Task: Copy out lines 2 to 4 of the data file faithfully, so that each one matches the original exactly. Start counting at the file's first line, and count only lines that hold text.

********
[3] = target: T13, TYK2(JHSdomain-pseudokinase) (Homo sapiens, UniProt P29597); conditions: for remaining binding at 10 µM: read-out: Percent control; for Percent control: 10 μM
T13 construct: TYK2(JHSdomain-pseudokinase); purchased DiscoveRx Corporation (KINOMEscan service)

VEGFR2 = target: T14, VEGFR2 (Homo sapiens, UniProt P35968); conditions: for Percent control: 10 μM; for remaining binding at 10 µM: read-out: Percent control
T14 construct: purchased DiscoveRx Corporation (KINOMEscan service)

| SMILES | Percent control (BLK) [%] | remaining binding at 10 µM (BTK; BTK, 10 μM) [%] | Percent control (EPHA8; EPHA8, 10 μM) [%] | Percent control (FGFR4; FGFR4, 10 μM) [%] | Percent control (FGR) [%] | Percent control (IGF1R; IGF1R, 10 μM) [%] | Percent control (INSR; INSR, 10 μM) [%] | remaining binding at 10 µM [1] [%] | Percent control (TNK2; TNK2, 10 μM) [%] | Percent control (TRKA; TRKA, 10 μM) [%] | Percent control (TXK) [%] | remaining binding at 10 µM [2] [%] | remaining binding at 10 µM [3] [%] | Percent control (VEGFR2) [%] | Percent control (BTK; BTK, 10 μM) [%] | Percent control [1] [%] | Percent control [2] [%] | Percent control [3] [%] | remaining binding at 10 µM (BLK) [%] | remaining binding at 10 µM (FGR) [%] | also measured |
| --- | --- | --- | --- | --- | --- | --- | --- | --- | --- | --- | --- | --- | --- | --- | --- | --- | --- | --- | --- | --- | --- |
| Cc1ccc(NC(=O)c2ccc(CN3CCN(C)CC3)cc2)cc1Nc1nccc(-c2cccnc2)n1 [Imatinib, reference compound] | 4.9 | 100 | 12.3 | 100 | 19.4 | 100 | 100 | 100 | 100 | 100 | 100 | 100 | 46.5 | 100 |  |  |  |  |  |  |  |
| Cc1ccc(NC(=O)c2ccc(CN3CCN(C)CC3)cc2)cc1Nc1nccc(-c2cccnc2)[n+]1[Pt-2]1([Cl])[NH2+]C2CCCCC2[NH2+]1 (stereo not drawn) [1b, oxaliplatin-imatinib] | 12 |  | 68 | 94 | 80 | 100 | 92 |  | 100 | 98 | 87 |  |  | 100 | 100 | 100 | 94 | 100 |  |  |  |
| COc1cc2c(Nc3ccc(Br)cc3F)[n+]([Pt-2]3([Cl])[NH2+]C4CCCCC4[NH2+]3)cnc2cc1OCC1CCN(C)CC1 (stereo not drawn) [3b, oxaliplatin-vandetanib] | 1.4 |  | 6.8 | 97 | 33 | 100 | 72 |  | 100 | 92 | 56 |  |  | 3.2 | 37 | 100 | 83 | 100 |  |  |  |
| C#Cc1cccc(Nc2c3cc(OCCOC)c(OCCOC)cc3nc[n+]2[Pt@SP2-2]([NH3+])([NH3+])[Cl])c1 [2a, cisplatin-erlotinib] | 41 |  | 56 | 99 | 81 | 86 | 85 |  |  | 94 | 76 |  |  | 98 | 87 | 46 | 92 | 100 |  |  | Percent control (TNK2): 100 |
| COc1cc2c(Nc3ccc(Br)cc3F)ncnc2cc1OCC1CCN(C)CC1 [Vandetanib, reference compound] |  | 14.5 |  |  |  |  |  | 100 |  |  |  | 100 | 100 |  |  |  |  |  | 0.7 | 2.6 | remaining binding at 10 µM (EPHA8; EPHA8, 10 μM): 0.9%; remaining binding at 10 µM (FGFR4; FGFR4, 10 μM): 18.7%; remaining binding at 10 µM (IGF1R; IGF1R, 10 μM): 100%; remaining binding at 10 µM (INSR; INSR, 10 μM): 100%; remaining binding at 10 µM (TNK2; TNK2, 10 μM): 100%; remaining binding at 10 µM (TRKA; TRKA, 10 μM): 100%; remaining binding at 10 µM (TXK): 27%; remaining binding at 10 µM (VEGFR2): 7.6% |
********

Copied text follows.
T13 construct: TYK2(JHSdomain-pseudokinase); purchased DiscoveRx Corporation (KINOMEscan service)

VEGFR2 = target: T14, VEGFR2 (Homo sapiens, UniProt P35968); conditions: for Percent control: 10 μM; for remaining binding at 10 µM: read-out: Percent control
T14 construct: purchased DiscoveRx Corporation (KINOMEscan service)